To complement the literature review, a survey was developed and distributed to capture the current level of Asset Management endorsement and implementation, as well as specific aspects of their data collection practices and their relationship with the project selection level of decisionmaking. The survey confirmed that transportation Asset Management implementation in the United States and around the world is still in its initial steps but that most transportation agencies are planning the integration of their individual management systems' roadway inventories and databases.
Transportation agencies have explicitly defined decisionmaking levels and are moving forward to a rationalization of their data collection activities. Data collection decisions are still predominantly based on past agency practices and personnel experience. There is, however, a significant trend toward use of data collection standards and input needs of management systems or processes behind the rationalization of data collection. In the particular area of project selection, there also seems to be a formally established relationship between the data collected and the decisions supported. However, Asset Management practitioners in general agree that project selection criteria cannot or should not be uniform and consistent for all asset types considered.
By using the collected information, the research team identified four States for indepth case studies. The research team then met with these agencies to explore in detail the linkages between data collection and decision processes and to document their practices. The agencies selected have used different data collection approaches and represent different degrees of Asset Management implementation.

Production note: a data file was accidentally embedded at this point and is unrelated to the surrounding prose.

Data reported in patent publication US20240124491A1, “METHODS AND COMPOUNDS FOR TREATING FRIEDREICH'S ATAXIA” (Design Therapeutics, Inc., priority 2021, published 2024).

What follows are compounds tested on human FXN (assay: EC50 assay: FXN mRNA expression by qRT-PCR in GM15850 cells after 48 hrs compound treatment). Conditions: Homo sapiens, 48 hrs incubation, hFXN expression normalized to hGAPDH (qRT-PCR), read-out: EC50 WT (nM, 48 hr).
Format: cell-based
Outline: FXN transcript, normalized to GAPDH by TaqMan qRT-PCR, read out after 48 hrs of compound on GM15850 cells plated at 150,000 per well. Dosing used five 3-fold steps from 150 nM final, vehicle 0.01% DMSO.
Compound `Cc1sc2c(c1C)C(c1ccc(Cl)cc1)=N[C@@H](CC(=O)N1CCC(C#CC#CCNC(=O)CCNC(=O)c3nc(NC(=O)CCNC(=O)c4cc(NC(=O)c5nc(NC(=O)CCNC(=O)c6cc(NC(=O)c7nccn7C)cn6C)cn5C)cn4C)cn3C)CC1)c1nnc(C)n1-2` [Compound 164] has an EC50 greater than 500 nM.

The case studies indicated that there is no one-size-its-all approach for Asset Management data collection. The most appropriate approach will depend on the agency's needs and culture, as well as the availability of economic, technological, and human resources. A gradual implementation of the data collection efforts appears to be the most appropriate approach. Most of the data collected are currently being collected separately for individual asset types that support decisions within their corresponding silos. However, as the agencies embrace the Asset Management philosophy, there is an increased need for more consistent data collection among asset types and locations.
All agencies reviewed have a decentralized approach to project selection in which the field offices of the agencies decide which projects to execute. These agencies also have defined desired levels of service for the various assets and use those levels to enhance both the service provided to the user of the managed assets and the accountability of the decisionmakers. However, except for the Maryland State Highway Administration, the agencies do not have specific software tools for supporting project selection decisions at the field offices.
Finally, a data collection framework for project selection is recommended to optimize the data collection activities for project selection. The process provides clear, logical steps toward the complete rationalization of the data needs for these decisions. This framework can function as a starting point for transportation agencies that wish to handle project selection in a more systematic way and reduce costs by optimizing their data collection to support project selection decisionmaking. However, the proposed framework would only lead to partial optimization of an agency's data collection activities. It only addresses project selection decisions without considering the needs of the other levels of decisionmaking that might require overlapping or complementary data and hence necessitate new or extended data collection activities. A similar rationale can be defined for other levels of Asset Management decisionmaking.
Further research in the area of project selection data collection should be undertaken to determine the factors that render project selection criteria incapable of handling cross-asset comparisons. Additional effort also is needed to generalize the proposed data collection framework for an overall data collection optimization, taking into account all agency decision levels.
This research can help transportation agencies tailor their data collection activities according to their real decisionmaking needs. In this way, the research contributes both to the reduction of data collection costs and to a more effective and efficient implementation of Asset Management in its everyday practice. By focusing on the use of the data, the needs of the decision levels, and the processes to be supported, transportation agencies could define which assets and which data about these assets are most important for decisionmaking and tailor their data collection accordingly.